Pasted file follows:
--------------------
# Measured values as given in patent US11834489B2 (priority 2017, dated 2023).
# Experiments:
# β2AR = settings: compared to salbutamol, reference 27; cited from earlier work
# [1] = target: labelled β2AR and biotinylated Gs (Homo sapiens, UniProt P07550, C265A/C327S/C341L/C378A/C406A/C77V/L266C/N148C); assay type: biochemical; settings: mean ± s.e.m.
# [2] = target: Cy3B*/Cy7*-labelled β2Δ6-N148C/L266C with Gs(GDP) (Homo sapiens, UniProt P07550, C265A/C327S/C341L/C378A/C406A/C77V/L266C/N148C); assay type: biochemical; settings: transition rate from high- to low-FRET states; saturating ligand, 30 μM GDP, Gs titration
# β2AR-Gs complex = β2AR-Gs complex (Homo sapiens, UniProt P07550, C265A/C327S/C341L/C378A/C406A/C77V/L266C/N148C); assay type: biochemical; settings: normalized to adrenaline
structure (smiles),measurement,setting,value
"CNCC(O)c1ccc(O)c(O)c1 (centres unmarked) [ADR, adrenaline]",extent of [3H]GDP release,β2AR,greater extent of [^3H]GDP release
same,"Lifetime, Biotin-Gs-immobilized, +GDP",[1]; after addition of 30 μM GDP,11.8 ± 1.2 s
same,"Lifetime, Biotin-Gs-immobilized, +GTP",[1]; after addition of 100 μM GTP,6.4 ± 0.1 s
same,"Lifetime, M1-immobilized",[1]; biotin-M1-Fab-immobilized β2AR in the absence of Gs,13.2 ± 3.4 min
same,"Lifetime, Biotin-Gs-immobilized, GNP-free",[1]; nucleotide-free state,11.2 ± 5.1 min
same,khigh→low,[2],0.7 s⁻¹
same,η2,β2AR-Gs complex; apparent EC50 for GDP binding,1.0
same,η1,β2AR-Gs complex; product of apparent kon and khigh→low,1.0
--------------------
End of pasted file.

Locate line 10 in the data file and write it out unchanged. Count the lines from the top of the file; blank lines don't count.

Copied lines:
same,"Lifetime, Biotin-Gs-immobilized, +GTP",[1]; after addition of 100 μM GTP,6.4 ± 0.1 s